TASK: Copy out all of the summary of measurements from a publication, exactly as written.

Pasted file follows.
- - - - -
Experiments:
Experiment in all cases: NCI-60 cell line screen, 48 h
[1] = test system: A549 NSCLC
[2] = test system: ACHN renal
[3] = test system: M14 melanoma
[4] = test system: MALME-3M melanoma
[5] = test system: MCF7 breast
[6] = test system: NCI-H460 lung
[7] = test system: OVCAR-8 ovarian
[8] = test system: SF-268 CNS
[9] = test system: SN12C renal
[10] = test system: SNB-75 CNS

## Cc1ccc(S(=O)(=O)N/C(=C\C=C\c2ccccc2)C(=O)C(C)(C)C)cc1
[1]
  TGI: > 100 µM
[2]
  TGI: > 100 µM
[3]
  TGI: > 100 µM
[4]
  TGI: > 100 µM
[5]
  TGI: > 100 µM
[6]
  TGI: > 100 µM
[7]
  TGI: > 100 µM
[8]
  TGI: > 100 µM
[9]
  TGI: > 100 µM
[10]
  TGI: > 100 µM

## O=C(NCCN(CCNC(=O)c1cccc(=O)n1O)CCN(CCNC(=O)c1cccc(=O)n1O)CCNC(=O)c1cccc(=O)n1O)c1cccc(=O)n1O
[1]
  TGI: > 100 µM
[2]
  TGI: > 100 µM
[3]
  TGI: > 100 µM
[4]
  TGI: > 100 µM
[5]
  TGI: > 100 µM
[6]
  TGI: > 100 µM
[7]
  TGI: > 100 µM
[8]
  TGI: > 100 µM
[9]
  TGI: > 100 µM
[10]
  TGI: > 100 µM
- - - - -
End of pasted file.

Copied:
Experiments:
Experiment in all cases: NCI-60 cell line screen, 48 h
[1] = test system: A549 NSCLC
[2] = test system: ACHN renal
[3] = test system: M14 melanoma
[4] = test system: MALME-3M melanoma
[5] = test system: MCF7 breast
[6] = test system: NCI-H460 lung
[7] = test system: OVCAR-8 ovarian
[8] = test system: SF-268 CNS
[9] = test system: SN12C renal
[10] = test system: SNB-75 CNS

## Cc1ccc(S(=O)(=O)N/C(=C\C=C\c2ccccc2)C(=O)C(C)(C)C)cc1
[1]
  TGI: > 100 µM
[2]
  TGI: > 100 µM
[3]
  TGI: > 100 µM
[4]
  TGI: > 100 µM
[5]
  TGI: > 100 µM
[6]
  TGI: > 100 µM
[7]
  TGI: > 100 µM
[8]
  TGI: > 100 µM
[9]
  TGI: > 100 µM
[10]
  TGI: > 100 µM

## O=C(NCCN(CCNC(=O)c1cccc(=O)n1O)CCN(CCNC(=O)c1cccc(=O)n1O)CCNC(=O)c1cccc(=O)n1O)c1cccc(=O)n1O
[1]
  TGI: > 100 µM
[2]
  TGI: > 100 µM
[3]
  TGI: > 100 µM
[4]
  TGI: > 100 µM
[5]
  TGI: > 100 µM
[6]
  TGI: > 100 µM
[7]
  TGI: > 100 µM
[8]
  TGI: > 100 µM
[9]
  TGI: > 100 µM
[10]
  TGI: > 100 µM